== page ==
It was a key factor in the defeat of Cliff Barwick in the 2010 mayoral vote and now the Sutherland Press building is back in the news to haunt Mayor Heather Jackson and city staff.
At a hastily called media conference Tuesday afternoon, CAO Wendell Graves and Jackson advised they have “significant concerns” about the structural integrity of the Talbot St. structure following a roof collapse Friday at the southwest corner of the building, east of Moore St.
The city has hired a structural engineer to update staff on measures needed to minimize risk to the public until the future of the building, constructed around 1910, is determined.
The derelict structure, owned by David McGee in Toronto, has stood open to the elements for years and is a significant example of the city’s early industrial heritage.
For the time being, Talbot St. will remain open to traffic, unlike the nine-month road closure/blockage in 2008 when the city and McGee became entangled in a legal battle. At that time, the city had entered into a $150,000 contract to demolish the boxy structure.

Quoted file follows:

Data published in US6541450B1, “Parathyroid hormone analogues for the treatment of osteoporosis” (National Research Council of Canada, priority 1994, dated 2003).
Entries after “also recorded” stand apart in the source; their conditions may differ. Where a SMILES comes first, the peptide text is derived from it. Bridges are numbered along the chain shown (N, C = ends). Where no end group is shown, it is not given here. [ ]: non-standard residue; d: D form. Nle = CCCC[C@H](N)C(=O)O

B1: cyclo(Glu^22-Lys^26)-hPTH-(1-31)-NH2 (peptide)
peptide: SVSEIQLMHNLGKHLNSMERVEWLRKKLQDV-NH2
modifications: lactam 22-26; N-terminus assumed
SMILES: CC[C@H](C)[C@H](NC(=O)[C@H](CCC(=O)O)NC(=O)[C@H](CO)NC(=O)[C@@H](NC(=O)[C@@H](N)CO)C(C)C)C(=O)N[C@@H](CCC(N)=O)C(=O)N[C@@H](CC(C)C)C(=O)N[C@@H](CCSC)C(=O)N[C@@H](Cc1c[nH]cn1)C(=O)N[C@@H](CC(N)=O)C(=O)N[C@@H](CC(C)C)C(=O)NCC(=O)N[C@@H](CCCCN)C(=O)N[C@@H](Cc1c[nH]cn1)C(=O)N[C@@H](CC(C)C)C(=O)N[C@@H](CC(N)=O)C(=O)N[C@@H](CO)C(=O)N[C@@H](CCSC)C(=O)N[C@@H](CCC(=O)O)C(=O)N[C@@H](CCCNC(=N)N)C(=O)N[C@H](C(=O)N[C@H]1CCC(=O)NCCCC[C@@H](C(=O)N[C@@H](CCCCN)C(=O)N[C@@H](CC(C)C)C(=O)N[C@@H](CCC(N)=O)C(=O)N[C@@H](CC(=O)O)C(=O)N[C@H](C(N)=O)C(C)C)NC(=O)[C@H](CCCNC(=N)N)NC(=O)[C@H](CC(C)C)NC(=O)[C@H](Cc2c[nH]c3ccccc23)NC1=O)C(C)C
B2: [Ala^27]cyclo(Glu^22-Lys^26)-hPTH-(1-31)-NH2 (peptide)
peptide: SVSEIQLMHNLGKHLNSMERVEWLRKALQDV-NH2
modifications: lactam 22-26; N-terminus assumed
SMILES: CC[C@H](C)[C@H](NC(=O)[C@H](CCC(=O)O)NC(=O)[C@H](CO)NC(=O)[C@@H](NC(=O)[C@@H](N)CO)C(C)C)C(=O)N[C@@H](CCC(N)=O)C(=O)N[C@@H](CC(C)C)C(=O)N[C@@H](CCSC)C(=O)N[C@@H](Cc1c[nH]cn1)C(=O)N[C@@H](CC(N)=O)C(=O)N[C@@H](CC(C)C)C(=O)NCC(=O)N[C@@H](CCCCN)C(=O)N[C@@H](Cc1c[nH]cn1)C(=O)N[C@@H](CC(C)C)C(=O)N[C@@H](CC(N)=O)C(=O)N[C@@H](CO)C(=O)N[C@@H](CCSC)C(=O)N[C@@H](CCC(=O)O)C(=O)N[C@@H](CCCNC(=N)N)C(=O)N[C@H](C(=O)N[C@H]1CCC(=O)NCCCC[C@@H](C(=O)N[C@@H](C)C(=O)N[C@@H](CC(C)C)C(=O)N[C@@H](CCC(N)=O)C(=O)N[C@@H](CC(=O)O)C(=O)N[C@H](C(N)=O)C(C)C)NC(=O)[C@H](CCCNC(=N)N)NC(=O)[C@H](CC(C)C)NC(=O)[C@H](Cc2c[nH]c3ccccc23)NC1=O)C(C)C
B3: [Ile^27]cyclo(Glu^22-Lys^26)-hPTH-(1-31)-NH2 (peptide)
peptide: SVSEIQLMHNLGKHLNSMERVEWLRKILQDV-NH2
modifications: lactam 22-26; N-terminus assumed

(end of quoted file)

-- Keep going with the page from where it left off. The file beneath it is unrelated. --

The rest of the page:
To further protect the public, Graves noted pedestrian barricades will be put up along the south sidewalk, Moore St. will be closed south of Talbot St. to the parking lot entrance and operations out of the Talbot St. transit centre will be relocated to a yet-to-be-determined location.
In addition, a building order was issued Tuesday to McGee, who originally had hoped to convert the structure into a loft condominium project before settling on rental units geared to seniors.
Graves indicated he will update the status of the building and any necessary changes to traffic and pedestrian flow on Wednesday.
It’s not the first time in recent memory the crumbling building has garnered headlines.
Days before the 2010 municipal election, McGee served notice he was suing the City of St. Thomas, Barwick, St. Thomas Police and other defendants for $3 million for punitive damages and aggravated damage as well as “mental distress, economic interference and, specifically, loss of income” for what he claimed was “unnecessary demolition” of the north part of the top floor in July, 2008.
McGee insisted the move was not political but it cast a pall over the mayoral race which saw Jackson defeat the incumbent Barwick.
Seven months after his defeat, Barwick insisted, “In my mind it was a smear campaign.”
McGee’s claim was struck by Justice L.C. Leitch in Ontario Superior Court of Justice, London in December of 2011.Follow @ianscityscope
Warning of this has been given more than thrice. Sad it takes a roof collapse to “call in an engineer” for consultation! Rings reminiscent of “Been Here Before”
will the City do the right thing this time, public safety is paramount, owner has failed to make building safe